Black Water Sister by Zen Cho

When Jessamyn Teoh starts hearing a voice in her head, she chalks it up to stress. Closeted, broke and jobless, she’s moving back to Malaysia with her parents – a country she last saw when she was a toddler.

She soon learns the new voice isn’t even hers, it’s the ghost of her estranged grandmother. In life, Ah Ma was a spirit medium, avatar of a mysterious deity called the Black Water Sister. Now she’s determined to settle a score against a business magnate who has offended the god—and she's decided Jess is going to help her do it, whether Jess wants to or not.

Drawn into a world of gods, ghosts, and family secrets, Jess finds that making deals with capricious spirits is a dangerous business, but dealing with her grandmother is just as complicated. Especially when Ah Ma tries to spy on her personal life, threatens to spill her secrets to her family and uses her body to commit felonies.  As Jess fights for retribution for Ah Ma, she’ll also need to regain control of her body and destiny – or the Black Water Sister may finish her off for good.

TITLE: Black Water Sister
PUBLISHER: Recorded Books
YEAR: 2021
LENGTH: 384 pages (11 hours 37 minutes)
AGE: Adult
GENRE: Fantasy

Lesbian/Sapphic Main Character(s).

Jess has returned to Malaysia, adjusting to life with her extended family rather than only having her parents around. She frequently doesn't know what the social expectations are, and feels overwhelmed by the weight of all the unsaid things she "should" have just grown up knowing if she and her parents had never left for America when she was a child. When she starts dealing with spirits and gods after Ah Ma possesses her, she's even more out of her depth. The worldbuilding and characterization blend together, as most of what Jess is learning deals with a person or being and how to act around them. The first half was fine, but the second half is where this really shines. In the first part Jess gets a basic idea of what's going on, but then things start to go very badly and she has to adapt quickly with incomplete information. One of my favorite things is how Ah Ma's motivations seem simple but strange early one, then turn into this complex tangle, only to be completely understandable by the end as Jess uncovers long-buried or never acknowledged secrets in her quest to get her life back to normal and the god out of her life.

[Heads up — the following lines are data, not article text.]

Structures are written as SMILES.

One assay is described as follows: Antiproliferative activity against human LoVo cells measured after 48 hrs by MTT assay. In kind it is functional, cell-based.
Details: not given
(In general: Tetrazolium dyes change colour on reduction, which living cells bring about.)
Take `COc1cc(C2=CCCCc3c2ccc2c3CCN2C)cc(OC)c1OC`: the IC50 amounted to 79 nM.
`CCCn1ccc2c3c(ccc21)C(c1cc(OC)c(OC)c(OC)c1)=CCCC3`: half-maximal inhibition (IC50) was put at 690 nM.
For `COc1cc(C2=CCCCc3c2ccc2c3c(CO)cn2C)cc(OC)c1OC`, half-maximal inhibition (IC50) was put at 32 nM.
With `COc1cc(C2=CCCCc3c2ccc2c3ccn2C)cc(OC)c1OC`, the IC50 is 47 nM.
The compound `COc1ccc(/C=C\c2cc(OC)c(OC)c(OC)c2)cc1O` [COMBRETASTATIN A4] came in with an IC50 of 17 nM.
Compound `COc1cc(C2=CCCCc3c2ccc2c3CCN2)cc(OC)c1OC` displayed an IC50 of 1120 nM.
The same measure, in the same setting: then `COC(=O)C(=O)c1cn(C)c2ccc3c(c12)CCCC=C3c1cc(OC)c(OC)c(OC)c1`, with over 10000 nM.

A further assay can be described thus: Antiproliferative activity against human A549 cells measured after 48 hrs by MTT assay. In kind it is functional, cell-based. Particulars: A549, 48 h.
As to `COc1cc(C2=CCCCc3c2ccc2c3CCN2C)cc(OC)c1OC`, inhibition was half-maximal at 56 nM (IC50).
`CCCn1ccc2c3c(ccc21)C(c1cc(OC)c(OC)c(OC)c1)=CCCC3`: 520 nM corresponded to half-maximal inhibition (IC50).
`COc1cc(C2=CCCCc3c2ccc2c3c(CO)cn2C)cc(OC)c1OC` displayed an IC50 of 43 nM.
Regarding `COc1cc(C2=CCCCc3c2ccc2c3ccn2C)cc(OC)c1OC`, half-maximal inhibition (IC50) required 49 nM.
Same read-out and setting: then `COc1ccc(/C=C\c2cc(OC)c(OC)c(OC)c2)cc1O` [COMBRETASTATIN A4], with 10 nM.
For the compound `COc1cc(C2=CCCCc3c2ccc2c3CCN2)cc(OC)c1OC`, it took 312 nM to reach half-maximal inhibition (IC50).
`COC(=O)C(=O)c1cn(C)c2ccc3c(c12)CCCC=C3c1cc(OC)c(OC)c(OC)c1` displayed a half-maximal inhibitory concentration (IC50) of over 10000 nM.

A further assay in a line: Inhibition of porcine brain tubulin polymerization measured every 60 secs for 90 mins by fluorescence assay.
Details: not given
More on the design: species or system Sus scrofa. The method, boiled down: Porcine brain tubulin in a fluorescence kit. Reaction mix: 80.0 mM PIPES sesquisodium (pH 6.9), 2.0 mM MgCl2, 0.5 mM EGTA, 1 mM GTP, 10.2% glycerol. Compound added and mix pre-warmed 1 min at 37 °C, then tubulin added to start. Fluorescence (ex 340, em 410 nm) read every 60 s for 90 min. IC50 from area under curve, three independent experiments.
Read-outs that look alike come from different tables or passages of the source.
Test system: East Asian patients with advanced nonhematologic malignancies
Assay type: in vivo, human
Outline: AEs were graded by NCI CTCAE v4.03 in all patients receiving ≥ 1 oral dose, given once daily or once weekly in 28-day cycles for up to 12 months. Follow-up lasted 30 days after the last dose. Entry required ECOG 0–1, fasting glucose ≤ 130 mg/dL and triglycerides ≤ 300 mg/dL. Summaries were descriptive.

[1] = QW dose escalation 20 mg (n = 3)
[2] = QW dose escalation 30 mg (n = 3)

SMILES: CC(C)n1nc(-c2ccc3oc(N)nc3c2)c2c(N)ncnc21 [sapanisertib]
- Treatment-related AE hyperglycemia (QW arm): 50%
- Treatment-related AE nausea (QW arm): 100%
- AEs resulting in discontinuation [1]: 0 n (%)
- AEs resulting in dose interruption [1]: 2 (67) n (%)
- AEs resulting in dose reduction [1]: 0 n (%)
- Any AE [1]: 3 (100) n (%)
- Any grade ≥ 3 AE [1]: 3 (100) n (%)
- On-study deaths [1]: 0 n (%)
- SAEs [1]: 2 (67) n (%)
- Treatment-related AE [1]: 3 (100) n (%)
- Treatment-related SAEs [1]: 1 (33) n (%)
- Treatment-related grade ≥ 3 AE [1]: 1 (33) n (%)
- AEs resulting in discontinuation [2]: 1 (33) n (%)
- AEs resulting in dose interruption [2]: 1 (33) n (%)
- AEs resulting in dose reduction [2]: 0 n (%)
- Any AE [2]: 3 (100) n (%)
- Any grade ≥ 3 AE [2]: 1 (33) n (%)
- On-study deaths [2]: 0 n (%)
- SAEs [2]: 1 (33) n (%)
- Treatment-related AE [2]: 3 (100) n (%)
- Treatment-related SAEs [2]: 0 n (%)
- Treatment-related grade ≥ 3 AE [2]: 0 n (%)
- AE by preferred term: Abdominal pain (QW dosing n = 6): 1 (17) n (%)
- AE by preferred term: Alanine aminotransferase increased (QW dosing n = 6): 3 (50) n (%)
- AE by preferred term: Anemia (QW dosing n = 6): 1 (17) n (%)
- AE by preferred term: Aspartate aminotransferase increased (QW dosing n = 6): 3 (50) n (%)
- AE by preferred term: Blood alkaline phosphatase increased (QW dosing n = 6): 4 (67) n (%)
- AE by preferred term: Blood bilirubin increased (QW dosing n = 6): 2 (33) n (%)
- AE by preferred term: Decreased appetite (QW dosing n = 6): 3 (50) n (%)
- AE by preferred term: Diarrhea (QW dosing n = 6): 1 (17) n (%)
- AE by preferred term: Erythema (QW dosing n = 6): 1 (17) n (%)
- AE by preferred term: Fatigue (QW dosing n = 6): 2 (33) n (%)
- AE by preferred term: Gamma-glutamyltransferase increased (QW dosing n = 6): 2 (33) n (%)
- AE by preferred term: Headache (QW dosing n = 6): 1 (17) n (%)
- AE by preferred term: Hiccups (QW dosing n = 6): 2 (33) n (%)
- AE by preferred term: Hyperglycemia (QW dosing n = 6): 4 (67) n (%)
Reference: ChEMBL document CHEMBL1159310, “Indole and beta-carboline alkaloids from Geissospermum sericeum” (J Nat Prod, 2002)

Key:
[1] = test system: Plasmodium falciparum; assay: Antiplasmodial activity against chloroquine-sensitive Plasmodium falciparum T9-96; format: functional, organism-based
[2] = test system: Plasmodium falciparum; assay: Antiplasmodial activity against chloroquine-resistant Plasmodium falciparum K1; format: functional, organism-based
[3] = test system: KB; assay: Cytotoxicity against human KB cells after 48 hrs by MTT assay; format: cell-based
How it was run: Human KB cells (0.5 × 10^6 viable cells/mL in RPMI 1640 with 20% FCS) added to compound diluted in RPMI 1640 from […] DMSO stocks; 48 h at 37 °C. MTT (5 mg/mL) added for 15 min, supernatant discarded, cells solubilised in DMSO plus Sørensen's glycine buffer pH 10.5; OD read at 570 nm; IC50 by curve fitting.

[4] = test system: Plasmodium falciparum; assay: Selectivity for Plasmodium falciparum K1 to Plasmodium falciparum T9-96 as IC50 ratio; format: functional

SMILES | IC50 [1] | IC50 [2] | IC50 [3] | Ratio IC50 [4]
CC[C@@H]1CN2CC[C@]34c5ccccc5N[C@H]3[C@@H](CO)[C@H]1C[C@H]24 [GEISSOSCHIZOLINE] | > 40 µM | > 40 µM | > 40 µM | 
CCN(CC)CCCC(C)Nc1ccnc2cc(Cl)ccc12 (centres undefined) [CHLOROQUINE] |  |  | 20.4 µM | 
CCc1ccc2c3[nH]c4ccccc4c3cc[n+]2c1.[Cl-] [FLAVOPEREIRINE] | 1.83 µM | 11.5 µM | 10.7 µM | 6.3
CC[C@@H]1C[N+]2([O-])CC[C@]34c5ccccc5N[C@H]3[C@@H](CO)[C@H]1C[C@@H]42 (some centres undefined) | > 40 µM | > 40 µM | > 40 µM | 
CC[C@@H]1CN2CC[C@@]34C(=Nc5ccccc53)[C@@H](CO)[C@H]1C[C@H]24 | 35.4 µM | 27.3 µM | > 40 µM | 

Jess is gay, with a (newly) long-distance girlfriend. Their relationship gets strained by the distance, suddenly reduced contact, and Jess's decision to not tell her any of the very weird things that have started happening to her. When she first heard Ah Ma she thought she was going crazy. Once it became clear that the voice was an actual ghost trying to get her to do something to help a god, Jess felt like she was too far in to start saying something now. An additional issue is that her girlfriend is out as gay but Jess isn't out to anyone who might get the information to her family. Now that she's surrounded by her family and her head is filled with Ah Ma, the slices of the day where Jess feels safe to be herself are getting smaller and smaller. It's a very relatable portrayal of a fracturing relationship, frequently on Jess's mind but not taking over the narrative. 

The audiobook performer is excellent. I love the ending, it gets things to a new status quo without attempting to fix absolutely everything that's wrong, keeping some of the messiness of life. 

Graphic/Explicit CW for kidnapping, blood, violence.

Moderate CW for cursing, racism, toxic relationship, sexual harassment, sexual assault, homophobia, vomit, injury detail, death.

Minor CW for ableist language, domestic abuse, alcohol, medical content, cancer, parental death.

Bookshop Affiliate Buy Link

Add this on TheStoryGraph

A young woman stands against a dark blue sky filled with Chinese lanterns.


Popular Posts